Category Archives: St. Louis Post-Dispatch

If US is Serious About Debt, There’s a Single-Payer Solution

St. Louis Post-Dispatch Editorial

August 14th, 2011

If America truly is serious about dealing with its deficit problems, there’s a fairly simple solution. But you’re probably not going to like it: Enact a single-payer health care plan.

See, we told you weren’t going to like it.

But the fact is that everyone who has studied the deficit problem has agreed that it’s actually a health care problem — more specifically, the cost of providing Medicare benefits to an aging and longer-living population. The bipartisan National Commission on Fiscal Responsibility and Reform reported last December: “The Congressional Budget Office (CBO) projects if we continue on our current course, deficits will remain high throughout the rest of this decade and beyond, and debt will spiral ever higher, reaching 90 percent of GDP in 2020.

“Over the long run, as the baby boomers retire and health care costs continue to grow, the situation will become far worse. By 2025 revenue will be able to finance only interest payments, Medicare, Medicaid, and Social Security. Every other federal government activity — from national defense and homeland security to transportation and energy — will have to be paid for with borrowed money.”

That being the case — and nobody argues that it isn’t — there are two broad ways for the government to address its spiraling health care costs. One, shift more of those costs to recipients, by trimming benefits and/or extending eligibility ages and indexing eligibility to personal income. This is politically unpalatable, particularly to most Democrats, President Barack Obama being a conspicuous exception.

The second way for government to address its health costs is not to shift them, but to reduce them. This is what a single-payer health care system would do, largely by taking the for-profit players (insurance companies for the most part) out of the loop.

The advocacy group Physicians for a National Health Program estimates that “private insurance bureaucracy and paperwork consume one-third (31 percent) of every health care dollar. Streamlining payment through a single nonprofit payer would save more than $400 billion per year, enough to provide comprehensive, high-quality coverage for all Americans.”

Once everyone is covered, the government would have the clout to bring discipline into the wild west of health care spending. It could insist that providers be paid for quality of service, not quantity. Health facilities and equipment could be managed by regional boards. Medical services could be “bundled” — rather than paying hospitals and doctors and laboratories separately, there would be fixed prices for treatments. And so on.

The Patient Protection and Affordable Care Act passed in 2009 contains many pilot programs designed to test cost-reduction strategies. Most of them won’t kick in for another six to eight years, by which time health care costs will be approaching 20 percent of U.S. gross domestic product. The combined state and federal share of that will be 49 percent, up from 45 percent today.

Indeed, a study published this month in the journal Health Affairs estimates that while the Affordable Care Act will pay for itself by 2020, it won’t actually “bend the cost curve,” as the Obama administration had hoped. But the study, done by the Actuary Centers for Medicare and Medicaid Services, says the ACA will significantly slow the rise of health care costs to state and local governments.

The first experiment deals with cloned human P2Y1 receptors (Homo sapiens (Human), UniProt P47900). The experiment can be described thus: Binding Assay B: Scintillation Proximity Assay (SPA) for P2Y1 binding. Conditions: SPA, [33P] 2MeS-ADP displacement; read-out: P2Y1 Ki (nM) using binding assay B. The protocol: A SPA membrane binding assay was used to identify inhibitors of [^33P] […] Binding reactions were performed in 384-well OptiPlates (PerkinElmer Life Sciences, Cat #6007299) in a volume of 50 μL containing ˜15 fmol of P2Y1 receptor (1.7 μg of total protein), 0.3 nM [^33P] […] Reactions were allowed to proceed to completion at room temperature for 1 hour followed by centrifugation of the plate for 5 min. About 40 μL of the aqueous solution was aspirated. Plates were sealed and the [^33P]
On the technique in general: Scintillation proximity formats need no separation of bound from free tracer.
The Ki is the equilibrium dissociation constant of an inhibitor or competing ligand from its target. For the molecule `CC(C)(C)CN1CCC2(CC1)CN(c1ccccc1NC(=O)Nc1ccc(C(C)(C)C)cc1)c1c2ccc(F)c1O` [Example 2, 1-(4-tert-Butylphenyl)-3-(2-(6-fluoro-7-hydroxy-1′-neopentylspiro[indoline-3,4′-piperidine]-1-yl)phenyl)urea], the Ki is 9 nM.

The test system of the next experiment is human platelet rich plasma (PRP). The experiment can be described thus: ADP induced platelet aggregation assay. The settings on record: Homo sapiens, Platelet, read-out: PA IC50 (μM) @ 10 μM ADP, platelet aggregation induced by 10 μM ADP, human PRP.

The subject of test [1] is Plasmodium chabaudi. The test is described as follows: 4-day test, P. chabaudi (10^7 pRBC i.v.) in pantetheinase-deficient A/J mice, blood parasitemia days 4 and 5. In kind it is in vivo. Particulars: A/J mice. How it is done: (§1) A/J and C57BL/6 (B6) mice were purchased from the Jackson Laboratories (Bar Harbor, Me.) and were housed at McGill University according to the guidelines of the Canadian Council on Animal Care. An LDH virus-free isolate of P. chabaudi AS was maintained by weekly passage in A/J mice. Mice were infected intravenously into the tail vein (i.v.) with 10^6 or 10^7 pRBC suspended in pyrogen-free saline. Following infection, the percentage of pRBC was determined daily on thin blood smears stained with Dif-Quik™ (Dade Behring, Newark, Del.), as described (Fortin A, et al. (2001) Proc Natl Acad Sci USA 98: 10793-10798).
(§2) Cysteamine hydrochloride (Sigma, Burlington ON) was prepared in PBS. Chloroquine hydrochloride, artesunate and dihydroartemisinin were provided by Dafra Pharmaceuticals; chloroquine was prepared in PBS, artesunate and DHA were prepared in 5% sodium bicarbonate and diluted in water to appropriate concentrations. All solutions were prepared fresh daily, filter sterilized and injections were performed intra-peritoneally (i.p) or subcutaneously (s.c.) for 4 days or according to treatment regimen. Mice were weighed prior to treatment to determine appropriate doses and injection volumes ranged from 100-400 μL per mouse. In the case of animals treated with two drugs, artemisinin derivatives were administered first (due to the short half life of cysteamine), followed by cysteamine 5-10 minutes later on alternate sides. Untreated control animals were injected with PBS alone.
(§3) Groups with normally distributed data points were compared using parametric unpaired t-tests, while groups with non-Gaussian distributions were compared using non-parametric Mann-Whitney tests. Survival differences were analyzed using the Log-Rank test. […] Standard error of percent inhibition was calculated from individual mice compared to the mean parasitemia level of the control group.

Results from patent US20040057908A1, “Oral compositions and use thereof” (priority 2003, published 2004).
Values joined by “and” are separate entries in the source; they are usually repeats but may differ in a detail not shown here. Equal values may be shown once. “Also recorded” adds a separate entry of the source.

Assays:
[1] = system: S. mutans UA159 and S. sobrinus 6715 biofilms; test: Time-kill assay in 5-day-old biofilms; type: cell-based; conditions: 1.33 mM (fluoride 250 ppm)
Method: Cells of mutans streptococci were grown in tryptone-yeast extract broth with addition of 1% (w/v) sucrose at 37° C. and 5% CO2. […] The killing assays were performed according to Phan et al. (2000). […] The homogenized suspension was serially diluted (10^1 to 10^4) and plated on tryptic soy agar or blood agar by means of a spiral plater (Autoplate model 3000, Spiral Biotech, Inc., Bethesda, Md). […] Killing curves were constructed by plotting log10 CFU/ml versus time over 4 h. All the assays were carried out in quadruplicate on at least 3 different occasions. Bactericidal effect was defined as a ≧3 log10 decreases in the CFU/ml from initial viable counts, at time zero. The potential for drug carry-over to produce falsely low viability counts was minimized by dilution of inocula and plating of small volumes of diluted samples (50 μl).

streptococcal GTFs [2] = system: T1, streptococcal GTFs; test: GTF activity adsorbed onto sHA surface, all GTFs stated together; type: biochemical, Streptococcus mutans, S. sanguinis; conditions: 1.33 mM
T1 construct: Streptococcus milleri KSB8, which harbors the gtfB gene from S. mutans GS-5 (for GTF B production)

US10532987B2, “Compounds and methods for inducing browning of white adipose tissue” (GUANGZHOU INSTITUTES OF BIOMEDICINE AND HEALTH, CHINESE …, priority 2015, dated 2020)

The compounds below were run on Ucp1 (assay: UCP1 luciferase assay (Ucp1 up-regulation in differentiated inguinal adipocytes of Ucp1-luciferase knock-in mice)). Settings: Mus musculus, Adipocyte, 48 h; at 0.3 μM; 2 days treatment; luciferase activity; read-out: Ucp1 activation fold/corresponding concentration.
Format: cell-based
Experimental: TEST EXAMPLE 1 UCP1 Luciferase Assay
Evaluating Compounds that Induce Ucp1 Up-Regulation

But consider those two findings: In effect, they say that if reducing overall health care costs is the goal, then the ACA didn’t go far enough. Thirty million more people will be insured and government costs will grow more slowly. But overall health care costs will continue to explode.

Sooner or later, a nation serious about controlling spending must take broad control of the health care system.

It surely won’t be sooner. Compared to the political fight that would erupt over a single-payer plan, the congressional battle over the Affordable Care Act would seem as tame as resolution praising mom, the flag and apple pie.

The ACA was a compromise. Mr. Obama brought everyone to the table — doctors, insurance companies, drug companies, hospitals — and came away with a “best we can get” kind of bill. Many of those at the table turned around and lobbied against it or sought special favors once the bill came before Congress.

It passed by narrow margins, and Congress is decidedly more conservative now. Indeed, the new House majority has voted to repeal the ACA and challenges to its constitutionality continue to work their way toward the Supreme Court.

But now, like a baby discovering its toes, Congress has discovered the deficit. And the plain fact is that unless you want to commit political suicide and cut Medicare to the bone — as Rep. Paul Ryan’s, R-Wis., budget plan would do — the best way to seriously address long-term deficits is to get control of health care costs through a single-payer plan.

In 2008, when health care costs amounted to “only” 16 percent of U.S. gross domestic product, Great Britain was spending 8.7 percent of its GDP on health care, and Canada was spending 10.4 percent. Both nations have single-payer plans. Quality of care scores in both nations are at least comparable, and in most cases, better.

Eventually, the United States will have a single-payer plan. But we’ll waste a lot of money and time getting there.

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Filed under America’s Affordable Health Choices Act, baby boomers, Congressional Budget Office, GDP, health care reform, Medicaid, Medicare, single-payer system, Social Security, St. Louis Post-Dispatch

St. Louis Post-Dispatch, Toledo Blade, Pittsburgh Post-Gazette For Obama

Three battleground newspaper endorsements for Barack Obama. Each is located deep in the heart of the white working class constituencies Obama needs to win in November.

St. Louis Post-Dispatch– “Over the past nine months, Mr. Obama, the junior senator from Illinois, has emerged as the only truly transformative candidate in the race. In the crucible that is a presidential campaign, his intellect, his temperament and equanimity under pressure consistently have been impressive. He has surrounded himself with smart, capable advisers who have helped him refine thorough, nuanced policy positions.